Prime Minister Benjamin Netanyahu greets Indian Prime Minister Narendra Modi upon his arrival in Israel, July 4, 2017.
(photo credit: HAIM ZACH/GPO)
Indian Prime Minister Narendra Modi learned a lot from Israel during his visit last week. One project he decided to adopt is a community-based emergency medical service modeled on Israel’s voluntary rescue and first-aid service, United Hatzalah.
He invited Hatzalah founder and president Eli Beer to Jerusalem’s King David Hotel where he was staying to hear more about the service. Beer showed how his organization’s model could be used in congested cities, as well as hard-to-reach outlying areas in India.
“The meeting was very exciting for me,” said Beer. “We had a meaningful discussion in which I explained our model that has community-based responders who receive proper training and a full complement of medical supplies, enabling them to go out and respond to medical emergencies in their neighborhoods long before an ambulance can arrive on scene.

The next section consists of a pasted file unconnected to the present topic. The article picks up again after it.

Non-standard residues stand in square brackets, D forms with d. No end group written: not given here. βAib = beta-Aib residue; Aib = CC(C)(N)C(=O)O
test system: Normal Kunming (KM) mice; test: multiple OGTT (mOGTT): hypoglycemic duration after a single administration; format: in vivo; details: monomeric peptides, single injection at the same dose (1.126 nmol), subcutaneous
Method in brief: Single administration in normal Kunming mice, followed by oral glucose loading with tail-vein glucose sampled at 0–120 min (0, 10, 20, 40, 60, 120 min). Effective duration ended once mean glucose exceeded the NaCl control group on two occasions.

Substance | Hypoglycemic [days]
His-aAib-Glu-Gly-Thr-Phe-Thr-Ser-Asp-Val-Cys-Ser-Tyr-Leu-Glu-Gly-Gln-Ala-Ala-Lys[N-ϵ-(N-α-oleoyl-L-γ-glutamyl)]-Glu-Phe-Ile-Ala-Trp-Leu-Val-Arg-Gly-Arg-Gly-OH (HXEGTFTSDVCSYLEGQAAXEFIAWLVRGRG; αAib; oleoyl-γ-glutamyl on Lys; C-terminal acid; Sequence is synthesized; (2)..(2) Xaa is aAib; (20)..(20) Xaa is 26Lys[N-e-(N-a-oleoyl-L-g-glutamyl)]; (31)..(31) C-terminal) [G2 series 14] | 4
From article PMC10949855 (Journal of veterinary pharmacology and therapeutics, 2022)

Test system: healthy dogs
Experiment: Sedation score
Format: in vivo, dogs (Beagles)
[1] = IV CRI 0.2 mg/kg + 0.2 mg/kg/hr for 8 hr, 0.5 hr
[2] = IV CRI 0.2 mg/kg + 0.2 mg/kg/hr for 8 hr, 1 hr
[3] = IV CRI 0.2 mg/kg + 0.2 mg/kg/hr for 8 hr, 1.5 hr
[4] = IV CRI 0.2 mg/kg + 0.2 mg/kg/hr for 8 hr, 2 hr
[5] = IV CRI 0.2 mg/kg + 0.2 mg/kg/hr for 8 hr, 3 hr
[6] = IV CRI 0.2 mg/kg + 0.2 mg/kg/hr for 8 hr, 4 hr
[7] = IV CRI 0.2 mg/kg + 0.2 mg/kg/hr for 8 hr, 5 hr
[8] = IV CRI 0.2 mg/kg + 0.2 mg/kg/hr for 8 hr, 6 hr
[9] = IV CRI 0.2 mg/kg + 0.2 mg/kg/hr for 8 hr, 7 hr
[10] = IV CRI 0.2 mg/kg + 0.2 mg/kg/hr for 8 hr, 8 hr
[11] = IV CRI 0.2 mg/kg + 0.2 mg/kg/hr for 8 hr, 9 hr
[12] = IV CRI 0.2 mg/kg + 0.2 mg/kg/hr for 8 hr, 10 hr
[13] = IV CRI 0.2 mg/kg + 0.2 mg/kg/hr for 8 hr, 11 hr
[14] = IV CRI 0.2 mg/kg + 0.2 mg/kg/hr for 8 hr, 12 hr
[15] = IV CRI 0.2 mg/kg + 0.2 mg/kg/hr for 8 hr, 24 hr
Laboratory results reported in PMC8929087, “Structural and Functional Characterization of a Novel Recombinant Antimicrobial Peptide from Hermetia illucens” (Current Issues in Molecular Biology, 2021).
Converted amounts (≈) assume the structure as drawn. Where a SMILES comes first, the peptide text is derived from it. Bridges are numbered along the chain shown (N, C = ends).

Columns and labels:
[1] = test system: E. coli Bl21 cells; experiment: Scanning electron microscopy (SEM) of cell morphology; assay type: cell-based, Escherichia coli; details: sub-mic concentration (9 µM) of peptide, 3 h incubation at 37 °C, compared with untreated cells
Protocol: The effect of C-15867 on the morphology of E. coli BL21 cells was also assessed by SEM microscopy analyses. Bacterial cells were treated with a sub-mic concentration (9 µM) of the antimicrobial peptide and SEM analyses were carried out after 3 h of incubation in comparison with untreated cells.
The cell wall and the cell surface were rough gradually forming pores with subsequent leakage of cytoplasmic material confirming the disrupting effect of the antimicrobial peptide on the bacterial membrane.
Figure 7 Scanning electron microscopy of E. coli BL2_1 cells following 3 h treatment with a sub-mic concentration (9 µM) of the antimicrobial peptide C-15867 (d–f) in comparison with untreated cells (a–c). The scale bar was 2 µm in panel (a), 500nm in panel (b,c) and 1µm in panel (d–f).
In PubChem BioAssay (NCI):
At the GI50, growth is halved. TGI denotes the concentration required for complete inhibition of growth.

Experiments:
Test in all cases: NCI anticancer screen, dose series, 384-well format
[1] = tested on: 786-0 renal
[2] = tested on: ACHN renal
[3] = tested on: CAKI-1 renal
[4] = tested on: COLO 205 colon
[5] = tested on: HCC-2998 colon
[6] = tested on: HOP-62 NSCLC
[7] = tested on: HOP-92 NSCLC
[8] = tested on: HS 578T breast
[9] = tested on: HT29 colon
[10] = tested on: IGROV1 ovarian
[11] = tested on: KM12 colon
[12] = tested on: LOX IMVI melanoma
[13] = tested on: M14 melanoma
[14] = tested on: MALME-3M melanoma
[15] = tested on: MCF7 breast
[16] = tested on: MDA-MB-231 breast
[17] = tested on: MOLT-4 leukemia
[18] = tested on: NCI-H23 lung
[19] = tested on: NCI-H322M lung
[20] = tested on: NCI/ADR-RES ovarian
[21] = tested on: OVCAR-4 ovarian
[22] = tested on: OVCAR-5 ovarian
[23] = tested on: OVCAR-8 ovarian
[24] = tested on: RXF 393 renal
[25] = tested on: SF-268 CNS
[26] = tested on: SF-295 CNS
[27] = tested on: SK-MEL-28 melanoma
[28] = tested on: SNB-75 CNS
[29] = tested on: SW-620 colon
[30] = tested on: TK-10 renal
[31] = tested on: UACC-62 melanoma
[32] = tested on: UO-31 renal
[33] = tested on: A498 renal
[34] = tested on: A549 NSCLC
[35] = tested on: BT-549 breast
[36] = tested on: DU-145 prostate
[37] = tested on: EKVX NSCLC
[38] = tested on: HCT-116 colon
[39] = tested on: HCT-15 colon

“With the congested streets that are characteristic of many of India’s cities, and large segments of the population who live in areas with difficult terrain, having local volunteer responders in India could save many lives, he explained.”
Beer came out of the private meeting pleasantly surprised by the amount of interest that Prime Minister Modi had shown for Israel. “It was clear to see from talking to him just how much of a deep interest Modi had for Israel and how eager he was to build a stronger relationship between the two countries.
The prime minister went on at length about how much he was impressed by Israeli innovation. He told Beer that he had been waiting for many years to come to Israel and was happy that he was able to be the first Indian prime minister to visit this country.
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